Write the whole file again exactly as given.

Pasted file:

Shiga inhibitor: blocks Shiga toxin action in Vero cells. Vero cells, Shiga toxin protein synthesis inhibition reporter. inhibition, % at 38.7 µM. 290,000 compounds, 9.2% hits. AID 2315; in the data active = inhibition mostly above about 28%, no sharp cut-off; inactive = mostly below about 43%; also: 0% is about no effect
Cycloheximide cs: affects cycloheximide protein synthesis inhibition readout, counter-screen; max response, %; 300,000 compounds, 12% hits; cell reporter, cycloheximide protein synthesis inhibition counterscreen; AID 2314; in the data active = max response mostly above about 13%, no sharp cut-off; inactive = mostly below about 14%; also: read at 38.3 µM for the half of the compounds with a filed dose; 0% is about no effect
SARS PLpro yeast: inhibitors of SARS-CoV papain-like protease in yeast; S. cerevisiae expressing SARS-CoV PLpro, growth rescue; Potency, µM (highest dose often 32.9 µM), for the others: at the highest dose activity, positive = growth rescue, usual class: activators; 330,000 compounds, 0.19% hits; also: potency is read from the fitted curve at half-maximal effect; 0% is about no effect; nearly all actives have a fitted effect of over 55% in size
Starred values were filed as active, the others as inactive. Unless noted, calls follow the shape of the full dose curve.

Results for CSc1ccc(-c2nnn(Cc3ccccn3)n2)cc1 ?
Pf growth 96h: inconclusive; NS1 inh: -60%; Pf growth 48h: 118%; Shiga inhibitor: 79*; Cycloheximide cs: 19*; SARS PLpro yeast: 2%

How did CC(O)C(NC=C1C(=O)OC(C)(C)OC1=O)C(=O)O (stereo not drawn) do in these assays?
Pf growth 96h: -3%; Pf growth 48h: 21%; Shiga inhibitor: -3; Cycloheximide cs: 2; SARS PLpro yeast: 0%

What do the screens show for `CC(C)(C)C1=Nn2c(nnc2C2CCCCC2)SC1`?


Shiga inhibitor: blocks Shiga toxin action in Vero cells. Vero cells, Shiga toxin protein synthesis inhibition reporter. inhibition, % at 38.7 µM. 290,000 compounds, 9.2% hits. AID 2315; in the data active = inhibition mostly above about 28%, no sharp cut-off; inactive = mostly below about 43%; also: 0% is about no effect
Cycloheximide cs: affects cycloheximide protein synthesis inhibition readout, counter-screen; max response, %; 300,000 compounds, 12% hits; cell reporter, cycloheximide protein synthesis inhibition counterscreen; AID 2314; in the data active = max response mostly above about 13%, no sharp cut-off; inactive = mostly below about 14%; also: read at 38.3 µM for the half of the compounds with a filed dose; 0% is about no effect
SARS PLpro yeast: inhibitors of SARS-CoV papain-like protease in yeast; S. cerevisiae expressing SARS-CoV PLpro, growth rescue; Potency, µM (highest dose often 32.9 µM), for the others: at the highest dose activity, positive = growth rescue, usual class: activators; 330,000 compounds, 0.19% hits; also: potency is read from the fitted curve at half-maximal effect; 0% is about no effect; nearly all actives have a fitted effect of over 55% in size
Starred values were filed as active, the others as inactive. Unless noted, calls follow the shape of the full dose curve.

Results for CSc1ccc(-c2nnn(Cc3ccccn3)n2)cc1 ?
Pf growth 96h: inconclusive; NS1 inh: -60%; Pf growth 48h: 118%; Shiga inhibitor: 79*; Cycloheximide cs: 19*; SARS PLpro yeast: 2%

How did CC(O)C(NC=C1C(=O)OC(C)(C)OC1=O)C(=O)O (stereo not drawn) do in these assays?
Pf growth 96h: -3%; Pf growth 48h: 21%; Shiga inhibitor: -3; Cycloheximide cs: 2; SARS PLpro yeast: 0%

What do the screens show for `CC(C)(C)C1=Nn2c(nnc2C2CCCCC2)SC1`?